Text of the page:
The part of a video signal that carries picture information. Outside the active picture area is the blanking interval, a period of time that old CRT based receivers needed to allow them to reset the magnetic fields which deflected the beam in a CRT. The blanking interval can be further divided into line and field, or frame. Active picture and blanking intervals were defined for the old 525- and 625-line analog systems. In digital versions of these, the blanked/active areas are defined by ITU-R BT.601, SMPTE RP125 and EBU-E. ITU-R 709 etc
For 1125-line HDTV (1080 active lines), which may have 60, 30, 25 or 24 Hz frame rates (and more), the active lines are always the same length: 1920 pixel samples at 74.25 MHz, a time of 25.86 microseconds, defined in SMPTE 274M and ITU-R.BT 709-4. Only their line blanking differs so the active portion may be mapped pixel-for-pixel between these formats.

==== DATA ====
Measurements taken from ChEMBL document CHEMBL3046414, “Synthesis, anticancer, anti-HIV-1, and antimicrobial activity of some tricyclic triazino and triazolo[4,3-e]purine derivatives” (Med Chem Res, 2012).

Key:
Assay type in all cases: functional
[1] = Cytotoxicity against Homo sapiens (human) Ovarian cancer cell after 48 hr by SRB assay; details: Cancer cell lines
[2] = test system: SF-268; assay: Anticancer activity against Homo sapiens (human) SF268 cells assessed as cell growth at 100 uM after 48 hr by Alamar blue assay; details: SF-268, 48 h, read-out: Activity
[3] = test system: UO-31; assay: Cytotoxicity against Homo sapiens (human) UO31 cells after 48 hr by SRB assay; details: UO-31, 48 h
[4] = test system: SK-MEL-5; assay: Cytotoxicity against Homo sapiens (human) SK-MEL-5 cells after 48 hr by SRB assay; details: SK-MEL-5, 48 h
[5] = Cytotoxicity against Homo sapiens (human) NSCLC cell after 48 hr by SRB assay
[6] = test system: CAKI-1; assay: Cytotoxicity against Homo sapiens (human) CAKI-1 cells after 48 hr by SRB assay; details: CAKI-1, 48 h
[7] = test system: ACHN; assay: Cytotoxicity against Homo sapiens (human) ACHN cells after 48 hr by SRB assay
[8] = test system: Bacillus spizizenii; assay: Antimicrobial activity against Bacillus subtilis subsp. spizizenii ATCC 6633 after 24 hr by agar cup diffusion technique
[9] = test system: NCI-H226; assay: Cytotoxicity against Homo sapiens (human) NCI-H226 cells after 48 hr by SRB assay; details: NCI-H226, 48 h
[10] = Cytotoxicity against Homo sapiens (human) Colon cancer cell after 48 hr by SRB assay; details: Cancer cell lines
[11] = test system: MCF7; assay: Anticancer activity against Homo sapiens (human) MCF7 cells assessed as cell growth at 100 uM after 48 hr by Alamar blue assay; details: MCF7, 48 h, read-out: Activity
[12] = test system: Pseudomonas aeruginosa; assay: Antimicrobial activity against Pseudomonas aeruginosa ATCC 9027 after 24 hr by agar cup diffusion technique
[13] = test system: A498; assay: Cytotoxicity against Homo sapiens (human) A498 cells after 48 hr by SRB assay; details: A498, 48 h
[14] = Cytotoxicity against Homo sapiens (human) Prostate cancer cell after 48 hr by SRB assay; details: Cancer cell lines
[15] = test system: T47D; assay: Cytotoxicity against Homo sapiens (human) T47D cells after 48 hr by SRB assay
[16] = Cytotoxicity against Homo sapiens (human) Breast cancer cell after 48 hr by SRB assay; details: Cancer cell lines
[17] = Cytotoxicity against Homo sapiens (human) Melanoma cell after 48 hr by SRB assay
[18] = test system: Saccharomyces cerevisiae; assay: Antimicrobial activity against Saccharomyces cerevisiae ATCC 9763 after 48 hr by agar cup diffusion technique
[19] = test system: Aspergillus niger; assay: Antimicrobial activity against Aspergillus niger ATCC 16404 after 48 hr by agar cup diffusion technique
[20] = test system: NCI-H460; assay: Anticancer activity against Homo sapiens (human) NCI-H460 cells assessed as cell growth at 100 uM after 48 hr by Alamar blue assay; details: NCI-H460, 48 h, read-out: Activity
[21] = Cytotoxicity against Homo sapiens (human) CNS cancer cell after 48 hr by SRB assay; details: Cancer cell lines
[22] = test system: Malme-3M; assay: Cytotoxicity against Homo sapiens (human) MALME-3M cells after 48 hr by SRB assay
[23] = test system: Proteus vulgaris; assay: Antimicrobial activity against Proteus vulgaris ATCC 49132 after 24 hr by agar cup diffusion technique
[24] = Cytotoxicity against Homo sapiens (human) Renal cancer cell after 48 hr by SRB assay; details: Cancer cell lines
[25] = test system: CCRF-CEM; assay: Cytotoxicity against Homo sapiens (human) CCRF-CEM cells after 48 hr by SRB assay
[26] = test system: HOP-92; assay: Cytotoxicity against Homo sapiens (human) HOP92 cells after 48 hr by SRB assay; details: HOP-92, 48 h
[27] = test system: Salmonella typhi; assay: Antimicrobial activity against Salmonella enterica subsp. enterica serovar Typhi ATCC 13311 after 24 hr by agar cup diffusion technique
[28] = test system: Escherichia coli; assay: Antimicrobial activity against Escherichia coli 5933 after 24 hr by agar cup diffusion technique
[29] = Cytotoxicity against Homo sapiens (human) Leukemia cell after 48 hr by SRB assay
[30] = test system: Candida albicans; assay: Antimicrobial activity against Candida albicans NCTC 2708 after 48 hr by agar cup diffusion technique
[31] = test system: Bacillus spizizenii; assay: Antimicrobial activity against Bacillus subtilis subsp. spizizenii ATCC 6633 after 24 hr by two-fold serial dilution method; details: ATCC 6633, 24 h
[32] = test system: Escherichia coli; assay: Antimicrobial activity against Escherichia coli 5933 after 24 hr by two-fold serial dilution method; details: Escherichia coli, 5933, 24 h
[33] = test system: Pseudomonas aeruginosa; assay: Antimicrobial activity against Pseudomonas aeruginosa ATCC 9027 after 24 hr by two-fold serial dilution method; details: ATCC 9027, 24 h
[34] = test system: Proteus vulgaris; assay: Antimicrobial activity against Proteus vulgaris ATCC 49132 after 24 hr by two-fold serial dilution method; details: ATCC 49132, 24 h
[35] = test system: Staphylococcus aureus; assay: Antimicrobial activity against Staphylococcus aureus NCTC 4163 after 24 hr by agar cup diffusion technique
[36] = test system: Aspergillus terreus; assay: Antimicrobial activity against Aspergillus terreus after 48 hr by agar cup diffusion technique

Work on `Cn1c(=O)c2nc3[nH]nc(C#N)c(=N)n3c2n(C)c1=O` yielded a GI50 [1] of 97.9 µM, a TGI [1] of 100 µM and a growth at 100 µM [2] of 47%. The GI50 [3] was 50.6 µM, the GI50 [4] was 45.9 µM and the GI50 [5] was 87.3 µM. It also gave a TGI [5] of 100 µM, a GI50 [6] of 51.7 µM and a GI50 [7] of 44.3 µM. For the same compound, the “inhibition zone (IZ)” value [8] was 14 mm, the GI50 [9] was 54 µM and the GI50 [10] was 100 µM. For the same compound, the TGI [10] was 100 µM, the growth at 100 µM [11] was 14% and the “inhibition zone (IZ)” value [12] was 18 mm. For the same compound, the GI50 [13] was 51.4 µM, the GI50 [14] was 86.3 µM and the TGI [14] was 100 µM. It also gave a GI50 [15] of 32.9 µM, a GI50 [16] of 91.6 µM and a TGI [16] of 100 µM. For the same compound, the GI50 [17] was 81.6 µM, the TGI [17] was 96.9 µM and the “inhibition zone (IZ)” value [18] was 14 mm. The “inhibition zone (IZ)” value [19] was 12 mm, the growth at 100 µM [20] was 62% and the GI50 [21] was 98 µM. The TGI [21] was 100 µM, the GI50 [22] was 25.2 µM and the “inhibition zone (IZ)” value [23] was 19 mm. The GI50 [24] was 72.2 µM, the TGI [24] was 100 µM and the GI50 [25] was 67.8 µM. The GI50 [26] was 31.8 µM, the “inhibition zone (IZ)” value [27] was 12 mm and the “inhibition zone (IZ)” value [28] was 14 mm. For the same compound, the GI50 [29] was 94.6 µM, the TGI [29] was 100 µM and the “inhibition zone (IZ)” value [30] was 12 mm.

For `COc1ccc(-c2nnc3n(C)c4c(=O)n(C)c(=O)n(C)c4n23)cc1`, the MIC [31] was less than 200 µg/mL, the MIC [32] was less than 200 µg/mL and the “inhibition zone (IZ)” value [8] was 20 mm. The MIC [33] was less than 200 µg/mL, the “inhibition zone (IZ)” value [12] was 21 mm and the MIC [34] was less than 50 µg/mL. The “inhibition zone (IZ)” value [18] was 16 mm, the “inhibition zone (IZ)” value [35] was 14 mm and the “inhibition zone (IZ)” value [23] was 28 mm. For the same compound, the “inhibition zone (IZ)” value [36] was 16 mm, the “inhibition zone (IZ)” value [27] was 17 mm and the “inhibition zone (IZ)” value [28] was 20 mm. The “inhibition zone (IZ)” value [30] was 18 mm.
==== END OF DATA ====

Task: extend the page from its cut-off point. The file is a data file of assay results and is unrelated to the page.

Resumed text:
DTV standards tend to be quoted by only their active picture content, eg 1920 x 1080, 1280 x 720, 720 x 576, as opposed to analog where the whole active and blanked areas are included, such as 525 and 625 lines. For both 625 and 525-line formats active line length is 720 luminance samples at 13.5 MHz = 53.3 microseconds. In digital video there are no half lines as there are in analog. The table below shows blanking for SD and some popular HD standards.